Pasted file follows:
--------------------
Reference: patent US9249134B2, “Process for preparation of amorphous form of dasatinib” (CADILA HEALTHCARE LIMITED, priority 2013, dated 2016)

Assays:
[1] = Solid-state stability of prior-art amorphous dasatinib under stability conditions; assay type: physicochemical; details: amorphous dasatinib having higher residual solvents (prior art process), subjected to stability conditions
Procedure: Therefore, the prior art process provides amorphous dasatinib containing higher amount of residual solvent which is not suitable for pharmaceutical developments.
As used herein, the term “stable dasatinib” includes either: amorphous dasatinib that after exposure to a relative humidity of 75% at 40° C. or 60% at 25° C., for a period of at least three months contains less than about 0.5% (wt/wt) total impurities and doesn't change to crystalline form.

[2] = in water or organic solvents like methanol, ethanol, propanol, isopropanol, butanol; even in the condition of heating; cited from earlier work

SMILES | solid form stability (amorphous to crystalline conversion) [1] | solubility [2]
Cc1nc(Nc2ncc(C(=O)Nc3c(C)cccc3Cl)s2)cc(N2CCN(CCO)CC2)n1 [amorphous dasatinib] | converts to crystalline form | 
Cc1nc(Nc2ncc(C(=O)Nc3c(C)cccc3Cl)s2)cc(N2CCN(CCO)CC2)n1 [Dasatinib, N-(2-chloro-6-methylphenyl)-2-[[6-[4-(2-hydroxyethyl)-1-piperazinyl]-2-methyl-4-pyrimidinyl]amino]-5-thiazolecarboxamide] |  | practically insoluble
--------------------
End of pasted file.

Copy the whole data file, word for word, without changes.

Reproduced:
Reference: patent US9249134B2, “Process for preparation of amorphous form of dasatinib” (CADILA HEALTHCARE LIMITED, priority 2013, dated 2016)

Assays:
[1] = Solid-state stability of prior-art amorphous dasatinib under stability conditions; assay type: physicochemical; details: amorphous dasatinib having higher residual solvents (prior art process), subjected to stability conditions
Procedure: Therefore, the prior art process provides amorphous dasatinib containing higher amount of residual solvent which is not suitable for pharmaceutical developments.
As used herein, the term “stable dasatinib” includes either: amorphous dasatinib that after exposure to a relative humidity of 75% at 40° C. or 60% at 25° C., for a period of at least three months contains less than about 0.5% (wt/wt) total impurities and doesn't change to crystalline form.

[2] = in water or organic solvents like methanol, ethanol, propanol, isopropanol, butanol; even in the condition of heating; cited from earlier work

SMILES | solid form stability (amorphous to crystalline conversion) [1] | solubility [2]
Cc1nc(Nc2ncc(C(=O)Nc3c(C)cccc3Cl)s2)cc(N2CCN(CCO)CC2)n1 [amorphous dasatinib] | converts to crystalline form | 
Cc1nc(Nc2ncc(C(=O)Nc3c(C)cccc3Cl)s2)cc(N2CCN(CCO)CC2)n1 [Dasatinib, N-(2-chloro-6-methylphenyl)-2-[[6-[4-(2-hydroxyethyl)-1-piperazinyl]-2-methyl-4-pyrimidinyl]amino]-5-thiazolecarboxamide] |  | practically insoluble